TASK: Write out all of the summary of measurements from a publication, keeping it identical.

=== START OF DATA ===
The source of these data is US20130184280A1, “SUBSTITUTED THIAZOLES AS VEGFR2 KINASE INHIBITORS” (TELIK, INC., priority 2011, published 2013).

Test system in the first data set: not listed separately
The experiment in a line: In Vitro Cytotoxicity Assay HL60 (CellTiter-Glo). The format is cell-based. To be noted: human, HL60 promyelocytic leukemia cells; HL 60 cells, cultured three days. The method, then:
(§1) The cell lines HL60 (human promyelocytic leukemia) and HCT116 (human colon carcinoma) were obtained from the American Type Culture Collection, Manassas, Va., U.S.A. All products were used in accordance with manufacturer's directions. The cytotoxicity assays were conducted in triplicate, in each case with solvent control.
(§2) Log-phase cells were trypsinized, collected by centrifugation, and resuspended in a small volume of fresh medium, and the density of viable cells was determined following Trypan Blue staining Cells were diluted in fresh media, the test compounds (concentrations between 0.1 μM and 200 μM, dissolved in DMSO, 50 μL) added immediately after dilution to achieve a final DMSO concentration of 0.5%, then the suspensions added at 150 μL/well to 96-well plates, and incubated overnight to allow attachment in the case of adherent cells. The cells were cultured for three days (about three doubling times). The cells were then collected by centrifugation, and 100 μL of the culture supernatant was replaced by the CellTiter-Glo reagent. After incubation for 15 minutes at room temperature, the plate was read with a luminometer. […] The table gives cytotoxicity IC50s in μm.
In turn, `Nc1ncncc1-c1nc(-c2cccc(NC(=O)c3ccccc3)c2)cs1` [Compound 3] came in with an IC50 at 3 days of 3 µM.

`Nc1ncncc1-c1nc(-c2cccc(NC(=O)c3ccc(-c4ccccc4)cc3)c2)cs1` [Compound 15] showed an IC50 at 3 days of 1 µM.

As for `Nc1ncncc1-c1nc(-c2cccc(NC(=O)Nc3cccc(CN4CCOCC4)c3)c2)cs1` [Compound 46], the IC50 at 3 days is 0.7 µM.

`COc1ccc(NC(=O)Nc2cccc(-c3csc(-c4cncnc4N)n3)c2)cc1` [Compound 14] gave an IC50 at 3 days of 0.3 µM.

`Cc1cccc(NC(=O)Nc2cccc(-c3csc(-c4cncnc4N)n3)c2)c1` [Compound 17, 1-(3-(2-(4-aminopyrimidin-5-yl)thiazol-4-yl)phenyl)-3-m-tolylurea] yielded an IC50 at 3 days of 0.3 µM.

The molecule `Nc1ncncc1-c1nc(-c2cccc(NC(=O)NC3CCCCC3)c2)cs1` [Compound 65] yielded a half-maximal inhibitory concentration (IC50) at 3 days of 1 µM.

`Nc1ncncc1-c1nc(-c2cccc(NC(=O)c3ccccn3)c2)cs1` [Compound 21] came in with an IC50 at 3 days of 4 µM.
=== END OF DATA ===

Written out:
The source of these data is US20130184280A1, “SUBSTITUTED THIAZOLES AS VEGFR2 KINASE INHIBITORS” (TELIK, INC., priority 2011, published 2013).

Test system in the first data set: not listed separately
The experiment in a line: In Vitro Cytotoxicity Assay HL60 (CellTiter-Glo). The format is cell-based. To be noted: human, HL60 promyelocytic leukemia cells; HL 60 cells, cultured three days. The method, then:
(§1) The cell lines HL60 (human promyelocytic leukemia) and HCT116 (human colon carcinoma) were obtained from the American Type Culture Collection, Manassas, Va., U.S.A. All products were used in accordance with manufacturer's directions. The cytotoxicity assays were conducted in triplicate, in each case with solvent control.
(§2) Log-phase cells were trypsinized, collected by centrifugation, and resuspended in a small volume of fresh medium, and the density of viable cells was determined following Trypan Blue staining Cells were diluted in fresh media, the test compounds (concentrations between 0.1 μM and 200 μM, dissolved in DMSO, 50 μL) added immediately after dilution to achieve a final DMSO concentration of 0.5%, then the suspensions added at 150 μL/well to 96-well plates, and incubated overnight to allow attachment in the case of adherent cells. The cells were cultured for three days (about three doubling times). The cells were then collected by centrifugation, and 100 μL of the culture supernatant was replaced by the CellTiter-Glo reagent. After incubation for 15 minutes at room temperature, the plate was read with a luminometer. […] The table gives cytotoxicity IC50s in μm.
In turn, `Nc1ncncc1-c1nc(-c2cccc(NC(=O)c3ccccc3)c2)cs1` [Compound 3] came in with an IC50 at 3 days of 3 µM.

`Nc1ncncc1-c1nc(-c2cccc(NC(=O)c3ccc(-c4ccccc4)cc3)c2)cs1` [Compound 15] showed an IC50 at 3 days of 1 µM.

As for `Nc1ncncc1-c1nc(-c2cccc(NC(=O)Nc3cccc(CN4CCOCC4)c3)c2)cs1` [Compound 46], the IC50 at 3 days is 0.7 µM.

`COc1ccc(NC(=O)Nc2cccc(-c3csc(-c4cncnc4N)n3)c2)cc1` [Compound 14] gave an IC50 at 3 days of 0.3 µM.

`Cc1cccc(NC(=O)Nc2cccc(-c3csc(-c4cncnc4N)n3)c2)c1` [Compound 17, 1-(3-(2-(4-aminopyrimidin-5-yl)thiazol-4-yl)phenyl)-3-m-tolylurea] yielded an IC50 at 3 days of 0.3 µM.

The molecule `Nc1ncncc1-c1nc(-c2cccc(NC(=O)NC3CCCCC3)c2)cs1` [Compound 65] yielded a half-maximal inhibitory concentration (IC50) at 3 days of 1 µM.

`Nc1ncncc1-c1nc(-c2cccc(NC(=O)c3ccccn3)c2)cs1` [Compound 21] came in with an IC50 at 3 days of 4 µM.